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Game Profile
Game Boy
GENRE: Music
June 17, 2003
Space Channel 5: Special Edition

Space Channel 5

 Written by Jeff Milligan  on August 15, 2003

Review: Note to self: If I decide to have any kids, do not name any Ulala

If you take a look around most video game arcades these days, you may notice a number of rhythm/dancing machines. There's no denying that games such as Dance Dance Revolution are one of the biggest crazes in video games in present times, are there's good reason for it. Rhythm/Dance games are easily some of the most exciting and equally challenging games to be produced in quite some time. Although not an exact replica of DDR, Space Channel 5 is based on the same basis, rhythm. So then does Space Channel 5 rank in the same leagues as DDR? Not exactly.

Space Channel 5 puts players in control of Ulala, the galaxies grooviest reporter. While reporting, earth is suddenly under attack by aliens, and it's up to Ulala to stop them?by dancing. Yeah, that's right. Dancing. Maybe these aliens are friends with Toejam and Earl from Funkatron, but somehow they all know how to dance. By copying the moves of the aliens, Ulala can zap them into oblivion, or can save hostages taken by the aliens. Odd? Very.

The game basically functions like a cosmic Simon Says. Whatever the aliens do, Ulala has to copy. If the aliens dance to the right, then Ulala must dance to the right. Dance moves are controlled by the D-Pad; zapping aliens by the A button, and saving hostages by the B button. If Ulala misses a dance step, her ratings go down. Likewise, making numerous dance steps in a row makes her ratings rise. Defeating levels is primarily based on your ratings, so it's essential to dance as good as possible.

Usually graphics and sound don't make or break video games, but in rhythm games they do, especially sound. Space Channel 5 is a good concept at heart, but unfortunately due to the weak hardware capabilities of the GBA, it's hindered. Listening to what the aliens say is vital to Space Channel 5's gameplay, and with the scratchy sound the GBA puts out, it's difficult to understand the commands when they're given, especially on more difficult levels. However, players can also copy the alien's movements instead of listening to their commands. Once again this is spoiled by the inferior hardware of the GBA. Blocky characters make it difficult for players to see exactly which way the aliens are moving, again disrupting the flow of the game. Alien movements all look very similar, which makes it difficult to decipher whether you were supposed to move up, down, to the side, or shoot. Space Channel 5 would have benefited greatly to have been produced on one of the next-gen consoles instead of on the GBA. Maybe then we could have seen its full potential.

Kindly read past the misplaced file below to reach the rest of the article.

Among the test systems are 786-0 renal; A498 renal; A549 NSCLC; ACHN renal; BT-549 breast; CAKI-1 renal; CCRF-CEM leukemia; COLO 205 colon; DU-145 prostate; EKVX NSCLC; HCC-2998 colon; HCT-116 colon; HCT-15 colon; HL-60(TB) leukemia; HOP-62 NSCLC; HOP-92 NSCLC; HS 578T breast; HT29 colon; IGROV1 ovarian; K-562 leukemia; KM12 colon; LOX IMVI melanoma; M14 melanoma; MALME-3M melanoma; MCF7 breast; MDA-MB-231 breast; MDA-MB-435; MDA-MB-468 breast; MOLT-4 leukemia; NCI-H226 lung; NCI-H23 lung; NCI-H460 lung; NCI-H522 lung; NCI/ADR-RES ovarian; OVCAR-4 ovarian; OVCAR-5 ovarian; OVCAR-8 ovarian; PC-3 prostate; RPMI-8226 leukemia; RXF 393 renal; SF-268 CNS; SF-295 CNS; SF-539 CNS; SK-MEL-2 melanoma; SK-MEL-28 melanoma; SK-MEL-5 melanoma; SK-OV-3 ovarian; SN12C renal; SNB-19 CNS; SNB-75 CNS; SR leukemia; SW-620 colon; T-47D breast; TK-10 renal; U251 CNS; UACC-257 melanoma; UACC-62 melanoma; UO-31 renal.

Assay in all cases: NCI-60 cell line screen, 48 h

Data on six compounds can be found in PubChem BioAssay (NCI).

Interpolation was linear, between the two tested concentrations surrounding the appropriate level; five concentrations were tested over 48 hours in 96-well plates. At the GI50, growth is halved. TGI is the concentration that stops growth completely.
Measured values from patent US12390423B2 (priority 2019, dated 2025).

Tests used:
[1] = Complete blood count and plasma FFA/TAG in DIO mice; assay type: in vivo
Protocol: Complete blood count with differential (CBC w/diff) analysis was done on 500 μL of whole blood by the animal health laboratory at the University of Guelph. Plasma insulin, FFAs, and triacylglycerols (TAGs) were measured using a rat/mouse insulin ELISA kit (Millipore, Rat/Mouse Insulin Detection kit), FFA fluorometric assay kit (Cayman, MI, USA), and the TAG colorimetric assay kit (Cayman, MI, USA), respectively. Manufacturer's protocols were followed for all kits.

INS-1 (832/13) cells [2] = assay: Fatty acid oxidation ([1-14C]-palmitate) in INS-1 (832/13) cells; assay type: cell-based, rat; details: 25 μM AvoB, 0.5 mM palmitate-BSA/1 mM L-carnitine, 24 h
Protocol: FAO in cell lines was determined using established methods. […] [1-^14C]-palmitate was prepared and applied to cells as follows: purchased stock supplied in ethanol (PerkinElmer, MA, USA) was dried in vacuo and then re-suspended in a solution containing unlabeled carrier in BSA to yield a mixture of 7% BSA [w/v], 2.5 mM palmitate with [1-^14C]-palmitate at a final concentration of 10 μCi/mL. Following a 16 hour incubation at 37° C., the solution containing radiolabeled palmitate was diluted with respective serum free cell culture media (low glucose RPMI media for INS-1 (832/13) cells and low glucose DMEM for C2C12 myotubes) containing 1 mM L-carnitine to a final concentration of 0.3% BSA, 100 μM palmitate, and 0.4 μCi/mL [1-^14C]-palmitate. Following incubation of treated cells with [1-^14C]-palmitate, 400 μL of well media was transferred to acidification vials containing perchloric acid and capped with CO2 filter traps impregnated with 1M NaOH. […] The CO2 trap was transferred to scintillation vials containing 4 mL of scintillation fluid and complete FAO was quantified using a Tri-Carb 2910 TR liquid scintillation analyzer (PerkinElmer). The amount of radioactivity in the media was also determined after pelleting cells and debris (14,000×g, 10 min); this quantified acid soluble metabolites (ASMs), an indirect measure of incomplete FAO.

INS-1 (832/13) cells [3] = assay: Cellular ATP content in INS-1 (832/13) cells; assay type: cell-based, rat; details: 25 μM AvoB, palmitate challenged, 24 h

All in all, Space Channel 5 offers 4 levels, each consisting of numerous stages and bosses. The game can easily be beaten in one sitting, but it's better to spread it out over a few games. The game can be saved right on the GBA cart, so spreading out your gameplay time isn't a big deal. There's not much in lieu of extras, but you really don't expect there to be in a game such as this.

Bottom Line
In theory, Space Channel 5 is an excellent idea for a video game and with proper execution can be a very enjoyable one. However, with the shoddy hardware capabilities of the GBA, the basis behind the game is ruined. Players may want to check out the original Dreamcast version of the game, as the GBA version just isn't really worth it.

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